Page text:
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Anna Karenina eBook

This eBook from the Gutenberg Project consists of approximately 1,033 pages of information about Anna Karenina.

“Thank you,” answered Alexey Alexandrovitch.  “What an exquisite day to-day,” he added, laying emphasis in his peculiar way on the word exquisite.

That they laughed at him he was well aware, but he did not expect anything but hostility from them; he was used to that by now.

Catching sight of the yellow shoulders of Lidia Ivanovna jutting out above her corset, and her fine pensive eyes bidding him to her, Alexey Alexandrovitch smiled, revealing untarnished white teeth, and went towards her.

Lidia Ivanovna’s dress had cost her great pains, as indeed all her dresses had done of late.  Her aim in dress was now quite the reverse of that she had pursued thirty years before.  Then her desire had been to adorn herself with something, and the more adorned the better.  Now, on the contrary, she was perforce decked out in a way so inconsistent with her age and her figure, that her one anxiety was to contrive that the contrast between these adornments and her own exterior should not be too appalling.  And as far as Alexey Alexandrovitch was concerned she succeeded, and was in his eyes attractive.  For him she was the one island not only of goodwill to him, but of love in the midst of the sea of hostility and jeering that surrounded him.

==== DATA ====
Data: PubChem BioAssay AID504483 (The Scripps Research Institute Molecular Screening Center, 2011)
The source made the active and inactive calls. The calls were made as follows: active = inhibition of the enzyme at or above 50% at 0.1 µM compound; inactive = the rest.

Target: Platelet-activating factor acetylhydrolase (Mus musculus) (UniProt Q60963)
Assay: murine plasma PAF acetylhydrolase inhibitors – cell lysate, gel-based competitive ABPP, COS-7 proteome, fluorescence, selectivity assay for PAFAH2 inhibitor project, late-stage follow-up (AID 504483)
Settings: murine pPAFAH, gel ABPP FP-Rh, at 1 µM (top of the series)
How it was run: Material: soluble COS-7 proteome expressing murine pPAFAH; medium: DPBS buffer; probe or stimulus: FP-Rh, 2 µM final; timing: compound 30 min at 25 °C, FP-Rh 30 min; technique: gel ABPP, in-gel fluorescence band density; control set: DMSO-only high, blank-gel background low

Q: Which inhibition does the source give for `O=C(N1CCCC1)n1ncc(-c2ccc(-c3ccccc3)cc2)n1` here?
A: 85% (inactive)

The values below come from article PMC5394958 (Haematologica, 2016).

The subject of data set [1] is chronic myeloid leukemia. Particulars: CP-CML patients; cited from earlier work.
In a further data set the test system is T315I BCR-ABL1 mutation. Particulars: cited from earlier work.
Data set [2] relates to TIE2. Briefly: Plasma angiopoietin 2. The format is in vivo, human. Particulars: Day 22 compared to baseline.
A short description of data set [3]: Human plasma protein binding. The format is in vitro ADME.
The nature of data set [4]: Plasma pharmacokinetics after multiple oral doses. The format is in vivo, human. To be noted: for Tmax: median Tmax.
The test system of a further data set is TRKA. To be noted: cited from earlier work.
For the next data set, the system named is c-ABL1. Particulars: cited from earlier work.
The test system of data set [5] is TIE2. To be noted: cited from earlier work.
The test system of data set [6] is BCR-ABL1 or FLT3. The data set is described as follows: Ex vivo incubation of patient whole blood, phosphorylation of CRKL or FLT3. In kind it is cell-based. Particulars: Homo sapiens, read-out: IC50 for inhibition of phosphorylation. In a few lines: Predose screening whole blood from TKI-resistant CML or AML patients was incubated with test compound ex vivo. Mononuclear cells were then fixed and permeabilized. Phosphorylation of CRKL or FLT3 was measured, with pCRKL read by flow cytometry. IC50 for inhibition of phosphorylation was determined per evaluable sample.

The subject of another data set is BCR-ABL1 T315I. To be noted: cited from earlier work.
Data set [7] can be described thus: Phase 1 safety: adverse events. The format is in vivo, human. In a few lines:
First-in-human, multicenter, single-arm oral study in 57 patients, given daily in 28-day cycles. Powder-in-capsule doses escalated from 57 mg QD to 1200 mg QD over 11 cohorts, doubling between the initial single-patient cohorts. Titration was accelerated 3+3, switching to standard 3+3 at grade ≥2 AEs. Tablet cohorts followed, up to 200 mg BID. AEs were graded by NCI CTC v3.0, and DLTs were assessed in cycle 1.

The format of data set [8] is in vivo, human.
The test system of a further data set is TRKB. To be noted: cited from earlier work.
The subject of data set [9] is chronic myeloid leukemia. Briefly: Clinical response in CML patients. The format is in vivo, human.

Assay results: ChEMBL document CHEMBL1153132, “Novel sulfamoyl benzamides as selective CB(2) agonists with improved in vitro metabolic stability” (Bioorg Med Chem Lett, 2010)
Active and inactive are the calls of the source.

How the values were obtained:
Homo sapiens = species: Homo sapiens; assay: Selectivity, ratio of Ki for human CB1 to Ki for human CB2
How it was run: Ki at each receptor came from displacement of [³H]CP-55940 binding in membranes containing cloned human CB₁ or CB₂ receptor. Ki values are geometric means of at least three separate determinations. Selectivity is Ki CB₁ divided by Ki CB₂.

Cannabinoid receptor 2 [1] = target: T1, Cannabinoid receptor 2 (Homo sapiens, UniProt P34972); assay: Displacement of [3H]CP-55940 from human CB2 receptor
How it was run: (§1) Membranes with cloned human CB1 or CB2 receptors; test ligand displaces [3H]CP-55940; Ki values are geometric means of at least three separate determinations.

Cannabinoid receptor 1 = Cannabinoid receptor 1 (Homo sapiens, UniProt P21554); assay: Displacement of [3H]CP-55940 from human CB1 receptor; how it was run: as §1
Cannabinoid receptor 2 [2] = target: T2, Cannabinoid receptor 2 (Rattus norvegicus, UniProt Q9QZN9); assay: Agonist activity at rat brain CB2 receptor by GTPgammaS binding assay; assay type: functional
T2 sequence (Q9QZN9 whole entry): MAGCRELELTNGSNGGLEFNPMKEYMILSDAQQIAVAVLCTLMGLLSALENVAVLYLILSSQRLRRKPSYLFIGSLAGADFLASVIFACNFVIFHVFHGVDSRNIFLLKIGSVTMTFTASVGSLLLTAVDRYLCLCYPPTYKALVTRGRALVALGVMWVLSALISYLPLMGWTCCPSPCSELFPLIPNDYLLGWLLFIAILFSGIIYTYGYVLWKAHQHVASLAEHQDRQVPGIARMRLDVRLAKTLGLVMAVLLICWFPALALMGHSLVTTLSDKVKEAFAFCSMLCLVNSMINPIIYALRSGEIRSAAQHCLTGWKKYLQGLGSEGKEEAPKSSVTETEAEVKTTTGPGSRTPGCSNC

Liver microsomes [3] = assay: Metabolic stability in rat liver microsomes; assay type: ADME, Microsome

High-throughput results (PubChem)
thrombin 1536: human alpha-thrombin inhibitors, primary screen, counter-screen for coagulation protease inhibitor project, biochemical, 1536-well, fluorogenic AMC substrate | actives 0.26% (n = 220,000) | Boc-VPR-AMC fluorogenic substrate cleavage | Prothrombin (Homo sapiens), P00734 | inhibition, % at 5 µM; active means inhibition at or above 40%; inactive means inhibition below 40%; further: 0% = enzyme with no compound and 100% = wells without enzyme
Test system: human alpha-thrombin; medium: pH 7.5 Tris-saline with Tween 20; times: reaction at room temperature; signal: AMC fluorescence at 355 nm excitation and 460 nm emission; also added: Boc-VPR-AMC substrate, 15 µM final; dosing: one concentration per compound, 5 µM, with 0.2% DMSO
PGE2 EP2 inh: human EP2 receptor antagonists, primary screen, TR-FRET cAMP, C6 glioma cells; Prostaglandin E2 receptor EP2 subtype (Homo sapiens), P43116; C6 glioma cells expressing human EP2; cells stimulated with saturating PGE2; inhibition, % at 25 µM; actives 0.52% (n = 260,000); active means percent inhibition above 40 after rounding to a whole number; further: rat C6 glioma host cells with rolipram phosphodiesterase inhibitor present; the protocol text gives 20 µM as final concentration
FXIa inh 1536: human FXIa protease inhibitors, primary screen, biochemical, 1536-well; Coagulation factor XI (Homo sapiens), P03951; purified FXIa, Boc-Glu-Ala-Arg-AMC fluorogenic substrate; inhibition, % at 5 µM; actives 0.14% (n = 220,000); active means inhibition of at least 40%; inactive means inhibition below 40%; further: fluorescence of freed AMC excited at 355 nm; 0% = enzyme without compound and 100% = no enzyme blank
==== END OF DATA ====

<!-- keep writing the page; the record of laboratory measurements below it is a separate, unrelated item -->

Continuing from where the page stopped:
Passing through rows of ironical eyes, he was drawn as naturally to her loving glance as a plant to the sun.

“I congratulate you,” she said to him, her eyes on his ribbon.

Suppressing a smile of pleasure, he shrugged his shoulders, closing his eyes, as though to say that that could not be a source of joy to him.  Countess Lidia Ivanovna was very well aware that it was one of his chief sources of satisfaction, though he never admitted it.

“How is our angel?” said Countess Lidia Ivanovna, meaning Seryozha.

“I can’t say I was quite pleased with him,” said Alexey Alexandrovitch, raising his eyebrows and opening his eyes.  “And Sitnikov is not satisfied with him.” (Sitnikov was the tutor to whom Seryozha’s secular education had been intrusted.) “As I have mentioned to you, there’s a sort of coldness in him towards the most important questions which ought to touch the heart of every man and every child....”  Alexey Alexandrovitch began expounding his views on the sole question that interested him besides the service—­the education of his son.

When Alexey Alexandrovitch with Lidia Ivanovna’s help had been brought back anew to life and activity, he felt it his duty to undertake the education of the son left on his hands.  Having never before taken any interest in educational questions, Alexey Alexandrovitch devoted some time to the theoretical study of the subject.  After reading several books on anthropology, education, and didactics, Alexey Alexandrovitch drew up a plan of education, and engaging the best tutor in Petersburg to superintend it, he set to work, and the subject continually absorbed him.

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